Let’s talk about a couple of upcoming things. You’ve mentioned Cross Ange, but you’re also working on something involving Bodacious Space Pirates. There’s this girl named Marika, she just so happens to have a crew, and now she’s back in Abyss of Hyperspace. Can you talk about that movie a little bit?
Katelyn: Yeah! So that was a super interesting movie to write the script for. I didn’t work on the show at all. I didn’t know the show so I got to take a couple of days at the beginning of the process after they assigned it to me, and I just like binge watched it, and it’s such a cute show! It’s so light-hearted and fun and I just, I love it, so I was really excited to work on the movie because the characters are so colorful and I had a blast with it. I hope everybody enjoys it. The movie’s just a…”barrel” of fun. *laughs*
Justin: Is there a big difference between writing for a movie compared to a TV series or there’s really not much different?
Katelyn: I handled it like I was handling a series in terms of like, how I timed it out, spaced out the amount of work I did per day, but I don’t think there’s really a difference as far as ADR when the content’s already there. The only difference really was that I had to research the show first because I haven’t seen it. But I’ve done second seasons of stuff and had to research season 1’s if I didn’t work on it, so it wasn’t that different as an ADR writer.
Justin: What did you know about Cross Ange before working on the script and being cast on the show?
Katelyn: Oh, I’m glad you asked! I saw the first episode of Cross Ange when it was first coming out, and it kind of got famous on the internet for like, “Oh my god, this shocking thing that happens in the first episode!” I dunno if you’ve seen it or not–
Justin: I’ve heard about it.
Katelyn: Yeah! So a lot of people where like, “Oh my god, ugh!” So then I got assigned to write the show and I was like, “Ugh, it’s that show with that really, really disturbing first episode, ugh!” But I took it anyway, and I’m so glad I did because by the end of the show it’s a completely different universe, different characters, different setting, different feel, and it’s such — a lot of people criticize the first episode because “Wow, this show is horrible to its female characters,” but by the end it really is like a love song to the potential of women, and I’m glad I gave it another chance. I’m a huge fan of the show, and I think that anybody who likes mecha but was maybe a little put off by the first episode should definitely give it another shot.
So yeah, I’m really glad I worked on it. I have the game now. It’s an awesome show.
Justin: I’m sorry, the game?
Katelyn: There is a game!
Katelyn: Yeah. *laughs* It’s for PS Vita and it’s like a dating sim/mecha fighter game *laughs* I haven’t gotten very far into it yet–
Justin: What’s with the Vita always releasing these…yeah, they’re kinda niche, Japanese games!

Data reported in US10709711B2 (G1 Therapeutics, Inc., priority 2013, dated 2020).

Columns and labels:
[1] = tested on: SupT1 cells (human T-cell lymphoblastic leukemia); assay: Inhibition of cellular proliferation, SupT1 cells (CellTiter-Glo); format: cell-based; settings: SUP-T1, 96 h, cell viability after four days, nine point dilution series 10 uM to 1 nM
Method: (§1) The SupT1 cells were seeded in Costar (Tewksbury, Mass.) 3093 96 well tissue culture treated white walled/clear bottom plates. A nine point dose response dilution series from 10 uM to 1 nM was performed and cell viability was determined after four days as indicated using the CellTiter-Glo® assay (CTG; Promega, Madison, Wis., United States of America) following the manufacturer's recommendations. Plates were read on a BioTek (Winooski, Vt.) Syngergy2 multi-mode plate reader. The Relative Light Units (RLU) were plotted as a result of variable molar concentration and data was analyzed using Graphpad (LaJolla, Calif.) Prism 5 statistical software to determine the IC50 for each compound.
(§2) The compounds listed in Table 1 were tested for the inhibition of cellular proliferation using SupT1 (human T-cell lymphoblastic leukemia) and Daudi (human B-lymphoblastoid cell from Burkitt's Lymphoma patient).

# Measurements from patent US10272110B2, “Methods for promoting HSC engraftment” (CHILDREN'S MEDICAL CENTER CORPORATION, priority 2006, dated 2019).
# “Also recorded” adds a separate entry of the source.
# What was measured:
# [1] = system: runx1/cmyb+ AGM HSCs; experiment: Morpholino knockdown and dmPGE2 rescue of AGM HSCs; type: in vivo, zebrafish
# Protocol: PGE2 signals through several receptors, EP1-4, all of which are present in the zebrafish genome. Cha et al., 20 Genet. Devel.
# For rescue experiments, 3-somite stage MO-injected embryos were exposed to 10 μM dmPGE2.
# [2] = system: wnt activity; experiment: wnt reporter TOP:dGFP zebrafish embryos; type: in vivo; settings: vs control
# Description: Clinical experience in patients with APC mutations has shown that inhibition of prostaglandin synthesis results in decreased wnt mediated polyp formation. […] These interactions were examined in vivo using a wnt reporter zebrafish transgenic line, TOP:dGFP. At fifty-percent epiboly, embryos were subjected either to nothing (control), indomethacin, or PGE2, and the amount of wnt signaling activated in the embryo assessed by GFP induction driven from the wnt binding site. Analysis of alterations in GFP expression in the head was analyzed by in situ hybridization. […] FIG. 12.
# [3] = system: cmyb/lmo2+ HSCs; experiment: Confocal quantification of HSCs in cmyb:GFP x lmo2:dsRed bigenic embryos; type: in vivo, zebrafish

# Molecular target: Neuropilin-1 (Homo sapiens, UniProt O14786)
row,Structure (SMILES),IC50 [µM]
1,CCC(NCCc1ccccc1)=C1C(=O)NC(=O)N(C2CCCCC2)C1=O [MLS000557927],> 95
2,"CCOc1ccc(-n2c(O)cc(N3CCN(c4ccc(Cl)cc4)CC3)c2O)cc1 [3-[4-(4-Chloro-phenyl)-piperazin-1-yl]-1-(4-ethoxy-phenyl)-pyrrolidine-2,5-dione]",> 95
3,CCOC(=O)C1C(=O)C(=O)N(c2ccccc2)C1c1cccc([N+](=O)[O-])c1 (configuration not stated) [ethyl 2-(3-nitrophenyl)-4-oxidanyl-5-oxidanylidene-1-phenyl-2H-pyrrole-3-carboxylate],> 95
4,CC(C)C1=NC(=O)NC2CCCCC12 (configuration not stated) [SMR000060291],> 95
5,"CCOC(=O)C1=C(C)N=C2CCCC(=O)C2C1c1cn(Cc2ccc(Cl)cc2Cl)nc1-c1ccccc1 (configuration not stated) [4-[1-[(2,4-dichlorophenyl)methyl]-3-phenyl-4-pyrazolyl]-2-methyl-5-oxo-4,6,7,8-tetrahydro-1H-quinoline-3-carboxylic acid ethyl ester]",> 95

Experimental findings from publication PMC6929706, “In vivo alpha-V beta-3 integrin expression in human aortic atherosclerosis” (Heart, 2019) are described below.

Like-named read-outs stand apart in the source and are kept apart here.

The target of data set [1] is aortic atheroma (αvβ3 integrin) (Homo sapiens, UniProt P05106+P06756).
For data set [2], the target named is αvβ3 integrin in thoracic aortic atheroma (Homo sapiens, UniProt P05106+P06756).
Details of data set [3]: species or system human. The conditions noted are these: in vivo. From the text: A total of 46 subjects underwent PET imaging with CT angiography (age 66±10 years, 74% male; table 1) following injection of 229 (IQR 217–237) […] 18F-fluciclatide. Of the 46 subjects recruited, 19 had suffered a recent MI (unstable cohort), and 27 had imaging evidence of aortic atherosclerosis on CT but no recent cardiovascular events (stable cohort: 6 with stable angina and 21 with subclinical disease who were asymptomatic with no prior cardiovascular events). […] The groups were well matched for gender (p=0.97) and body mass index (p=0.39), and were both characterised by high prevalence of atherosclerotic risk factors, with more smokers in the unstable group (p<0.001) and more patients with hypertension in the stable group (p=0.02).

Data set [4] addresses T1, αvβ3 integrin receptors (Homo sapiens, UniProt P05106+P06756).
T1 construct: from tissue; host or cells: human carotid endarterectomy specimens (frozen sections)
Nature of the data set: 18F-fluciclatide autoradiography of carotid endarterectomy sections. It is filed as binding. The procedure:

Katelyn: Yeah! It’s interesting. I’m not fluent in Japanese so it takes me a while to get through it. There’s no English version. But it’s fun, I like it.
Justin: How would you describe the character you’re playing?
Katelyn: So Liza, without spoiling anything, Liza is questionable, and she’s got a lot of secrets, and she has a deep voice, so I was like, “Yeah, deep voice!” That’s like, a niche that I get cast in a lot. But then like everything else in the show, by the end she’s completely different than you thought she was gonna be. It’s full of plot twists and surprises and…it’s great.
Justin: What turned out to be the biggest challenge in playing her?
Katelyn: Ummmm…it’s hard to say without spoiling anything…um, as an actor you know a lot more about your character at the beginning of the story than people watching it do, so you wanna deliver lines in a way that…shows that the character knows this secret thing to be a fact. But you don’t wanna give it away, like you don’t want to be too obvious that this person is not who they appear to be, but you also, as an actor, have to remember that in your delivery. So that was a challenge, but I’ve played characters who are kinda duplicitous like that before, so that was fun.
Justin: Let’s talk about this…I guess I have to say this is a Kickstarter that was based off a visual novel that was already out called Carpe Diem Reboot…this is the second version correct?
Justin: I guess I need to know, what’s this KS all about?
Katelyn: I’m glad you asked that! So I’ve been trying to get into doing a little more work in indie games and visual novels. I was approached by Eyzi, the creator of Carpe Diem, to voice Yume, who is a new character this time around. The first game is called Carpe Diem. It’s free on Steam I believe, real short visual novel, Eyzi created it like totally solo, and a lot of people really liked it. So the creator wanted to do like a reboot and a sequel, sort of, and it luckily got funded on KS a couple days ago, it’s been green-lit on Steam, so I’m suppperr excited to work on it and show it to everyone! It looks like it’s gonna be super cool.